The design impresses, but the actors struggle against a noisy air conditioner
Reviewed by Barry Pineo, Fri., July 1, 2011
The Off Center, 2211-A Hidalgo, 476-7833
Through July 2
Running time: 2 hr., 20 min.
Poor Uncle Vanya. That's what I thought when I found out I was going to see this play again. Poor Uncle Vanya. If you consider Vanya's outward circumstances, you might think he has it made.
He doesn't want for anything materially or emotionally. He has a loving, extended family around him. He's run a family estate in Russia for decades. Granted, the country around him is falling apart, but his position and his income are secure. Yet he yearns to create and, even more, yearns for love. And he isn't the only one yearning. Everyone around him yearns for something: Nanny yearns for the past, Aleksandr yearns for recognition, Sonya yearns for the doctor, the doctor yearns for a nature uncorrupted by humankind, and Vanya – well, not only does poor Uncle Vanya yearn for love, he can't even shoot straight.
The first impression you'll get of this Breaking String Theater production of Anton Chekhov's classic play will be a striking one, for Ia Ensterä's set design almost bowls you over. Meant to embody a single, generic room, it's wooden pretty much everywhere you look: wooden plank walls and a raised plank stage surrounded by a border of wood chips. And hanging over it all are the leaves and branches of a dead tree. Depending on the scene, the single room set, augmented by various furniture pieces, represents different rooms in the estate, and it takes up the entire stage space at the Off Center, which makes it a pretty big room. The primary entrances into the space are below the raised stage, so people enter, cross the wood chips, then step up onto the stage. Director and translator Graham Schmidt and designer Ensterä seem to be saying that we are not just surrounded by but also dominated by and at the mercy of a corrupt and dying nature, and we see this idea played out in the action of the story. As the stage space is swallowed on all sides by nature, the characters are swallowed by their own natures, and because they have been corrupted, the decisions they make and actions they take often have nothing to do with right or wrong and everything to do with their own envy, jealousy, and unfulfilled desires.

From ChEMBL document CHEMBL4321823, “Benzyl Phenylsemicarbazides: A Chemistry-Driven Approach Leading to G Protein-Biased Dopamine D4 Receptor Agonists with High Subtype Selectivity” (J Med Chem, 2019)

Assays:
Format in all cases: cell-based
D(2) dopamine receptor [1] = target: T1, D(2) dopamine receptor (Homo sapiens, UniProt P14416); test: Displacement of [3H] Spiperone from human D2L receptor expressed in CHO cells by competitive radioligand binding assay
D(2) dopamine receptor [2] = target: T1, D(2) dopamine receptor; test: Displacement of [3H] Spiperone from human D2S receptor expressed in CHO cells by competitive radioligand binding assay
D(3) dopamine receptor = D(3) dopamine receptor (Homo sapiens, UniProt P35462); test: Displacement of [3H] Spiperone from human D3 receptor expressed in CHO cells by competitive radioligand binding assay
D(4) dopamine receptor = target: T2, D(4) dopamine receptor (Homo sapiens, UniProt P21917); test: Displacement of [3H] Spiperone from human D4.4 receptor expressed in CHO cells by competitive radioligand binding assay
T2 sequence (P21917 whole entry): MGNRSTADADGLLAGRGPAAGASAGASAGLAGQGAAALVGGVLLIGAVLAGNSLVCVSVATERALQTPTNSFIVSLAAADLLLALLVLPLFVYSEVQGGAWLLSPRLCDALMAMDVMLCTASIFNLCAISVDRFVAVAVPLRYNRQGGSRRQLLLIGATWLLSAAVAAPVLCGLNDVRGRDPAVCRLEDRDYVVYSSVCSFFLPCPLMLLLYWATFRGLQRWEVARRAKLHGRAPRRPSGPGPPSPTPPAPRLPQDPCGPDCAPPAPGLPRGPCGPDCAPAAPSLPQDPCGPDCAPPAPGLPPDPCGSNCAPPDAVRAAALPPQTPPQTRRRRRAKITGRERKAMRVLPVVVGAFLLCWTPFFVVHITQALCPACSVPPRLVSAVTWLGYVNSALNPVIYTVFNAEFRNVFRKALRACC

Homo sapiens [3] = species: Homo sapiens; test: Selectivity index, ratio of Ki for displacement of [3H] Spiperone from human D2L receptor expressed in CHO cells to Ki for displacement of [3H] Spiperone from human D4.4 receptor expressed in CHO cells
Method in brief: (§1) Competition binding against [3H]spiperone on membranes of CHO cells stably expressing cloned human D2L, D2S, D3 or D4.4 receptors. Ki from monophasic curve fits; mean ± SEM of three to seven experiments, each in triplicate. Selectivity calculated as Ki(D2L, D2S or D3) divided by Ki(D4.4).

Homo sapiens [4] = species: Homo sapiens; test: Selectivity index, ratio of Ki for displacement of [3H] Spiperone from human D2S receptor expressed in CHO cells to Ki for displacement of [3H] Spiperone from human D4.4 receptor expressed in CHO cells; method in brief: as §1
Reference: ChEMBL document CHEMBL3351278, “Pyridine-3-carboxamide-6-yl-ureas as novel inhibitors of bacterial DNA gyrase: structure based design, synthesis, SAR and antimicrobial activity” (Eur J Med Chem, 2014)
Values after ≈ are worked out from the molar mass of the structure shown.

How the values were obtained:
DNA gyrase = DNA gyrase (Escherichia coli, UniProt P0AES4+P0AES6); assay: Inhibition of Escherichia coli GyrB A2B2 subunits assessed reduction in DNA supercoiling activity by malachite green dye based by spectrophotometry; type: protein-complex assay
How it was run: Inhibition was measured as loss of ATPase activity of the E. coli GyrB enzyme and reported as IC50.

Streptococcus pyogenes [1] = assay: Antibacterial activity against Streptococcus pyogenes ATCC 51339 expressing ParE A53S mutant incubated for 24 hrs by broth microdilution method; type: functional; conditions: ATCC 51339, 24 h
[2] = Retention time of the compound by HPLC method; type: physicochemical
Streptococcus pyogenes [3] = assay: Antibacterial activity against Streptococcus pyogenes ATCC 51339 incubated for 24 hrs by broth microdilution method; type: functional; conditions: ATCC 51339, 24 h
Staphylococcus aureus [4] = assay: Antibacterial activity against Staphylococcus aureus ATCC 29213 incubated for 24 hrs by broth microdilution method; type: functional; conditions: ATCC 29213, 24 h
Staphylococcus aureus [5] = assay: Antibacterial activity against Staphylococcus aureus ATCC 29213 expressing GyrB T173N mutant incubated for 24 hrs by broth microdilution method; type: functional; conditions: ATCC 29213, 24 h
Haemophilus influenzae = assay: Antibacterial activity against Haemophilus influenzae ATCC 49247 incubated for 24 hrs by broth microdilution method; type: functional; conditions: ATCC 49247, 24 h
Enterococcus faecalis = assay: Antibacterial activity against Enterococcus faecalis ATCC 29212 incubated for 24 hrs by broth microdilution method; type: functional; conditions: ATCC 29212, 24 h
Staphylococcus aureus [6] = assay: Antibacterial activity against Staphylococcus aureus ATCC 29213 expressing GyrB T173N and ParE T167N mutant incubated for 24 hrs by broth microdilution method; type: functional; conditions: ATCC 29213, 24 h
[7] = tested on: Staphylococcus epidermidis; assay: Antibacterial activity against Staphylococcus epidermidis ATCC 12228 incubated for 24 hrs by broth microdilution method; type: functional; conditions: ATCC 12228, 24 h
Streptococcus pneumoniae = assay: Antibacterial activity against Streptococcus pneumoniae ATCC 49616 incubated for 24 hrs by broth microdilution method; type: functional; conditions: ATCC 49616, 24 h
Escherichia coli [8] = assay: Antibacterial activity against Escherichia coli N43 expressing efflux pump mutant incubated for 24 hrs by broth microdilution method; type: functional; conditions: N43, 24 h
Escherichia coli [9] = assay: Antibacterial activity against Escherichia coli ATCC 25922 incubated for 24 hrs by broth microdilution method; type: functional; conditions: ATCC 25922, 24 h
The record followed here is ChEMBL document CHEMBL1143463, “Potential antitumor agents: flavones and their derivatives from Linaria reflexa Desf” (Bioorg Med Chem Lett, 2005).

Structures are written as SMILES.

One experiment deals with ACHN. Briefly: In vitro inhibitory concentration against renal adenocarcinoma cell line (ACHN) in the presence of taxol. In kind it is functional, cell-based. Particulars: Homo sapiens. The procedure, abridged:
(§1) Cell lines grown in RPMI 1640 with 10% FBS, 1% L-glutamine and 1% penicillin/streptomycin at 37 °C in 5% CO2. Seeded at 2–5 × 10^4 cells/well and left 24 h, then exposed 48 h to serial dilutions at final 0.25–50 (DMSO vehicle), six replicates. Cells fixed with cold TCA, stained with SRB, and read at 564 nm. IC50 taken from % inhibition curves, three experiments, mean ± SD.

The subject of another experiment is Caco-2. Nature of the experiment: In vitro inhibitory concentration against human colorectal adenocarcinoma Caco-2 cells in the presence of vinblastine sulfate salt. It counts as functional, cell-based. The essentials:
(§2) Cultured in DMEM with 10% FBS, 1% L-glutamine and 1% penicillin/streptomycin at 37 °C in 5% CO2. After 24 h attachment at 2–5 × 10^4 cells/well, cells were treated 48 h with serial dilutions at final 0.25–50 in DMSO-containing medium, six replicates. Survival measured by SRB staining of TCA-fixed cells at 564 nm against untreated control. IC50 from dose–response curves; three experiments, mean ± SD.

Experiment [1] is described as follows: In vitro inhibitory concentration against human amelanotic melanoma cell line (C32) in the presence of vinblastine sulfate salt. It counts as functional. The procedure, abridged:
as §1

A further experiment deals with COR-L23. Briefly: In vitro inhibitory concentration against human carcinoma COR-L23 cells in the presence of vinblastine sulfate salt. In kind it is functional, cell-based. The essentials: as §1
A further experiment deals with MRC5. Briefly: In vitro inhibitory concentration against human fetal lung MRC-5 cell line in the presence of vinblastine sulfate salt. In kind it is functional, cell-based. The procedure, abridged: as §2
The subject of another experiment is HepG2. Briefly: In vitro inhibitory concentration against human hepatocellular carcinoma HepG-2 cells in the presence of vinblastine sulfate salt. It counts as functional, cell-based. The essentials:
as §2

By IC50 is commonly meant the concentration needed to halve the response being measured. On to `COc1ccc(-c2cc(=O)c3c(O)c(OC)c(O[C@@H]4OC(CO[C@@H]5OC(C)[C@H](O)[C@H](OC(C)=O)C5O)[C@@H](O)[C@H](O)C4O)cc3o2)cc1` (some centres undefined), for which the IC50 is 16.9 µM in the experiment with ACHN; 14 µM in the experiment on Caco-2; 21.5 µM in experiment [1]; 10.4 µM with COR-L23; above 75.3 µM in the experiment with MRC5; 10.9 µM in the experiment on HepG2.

It's an impressive concept and an impressive design, but the show doesn't impress in quite the same way. The Off Center, being a converted warehouse, is not the most welcoming of performance spaces in terms of environment, and this is particularly true of temperature; it gets hot in Austin in the summertime, which necessitates the use of air conditioning. The AC ran all the way through the show, and while it kept things fairly cool, it also tended to smother the actors' voices. There are some really fine actors in this show – Liz Fisher, Anne Hulsman, Robert Matney, and Matt Radford among them – but if the AC's on, you're probably going to struggle to hear them. And if you're struggling to hear them, then you're definitely struggling to enjoy them.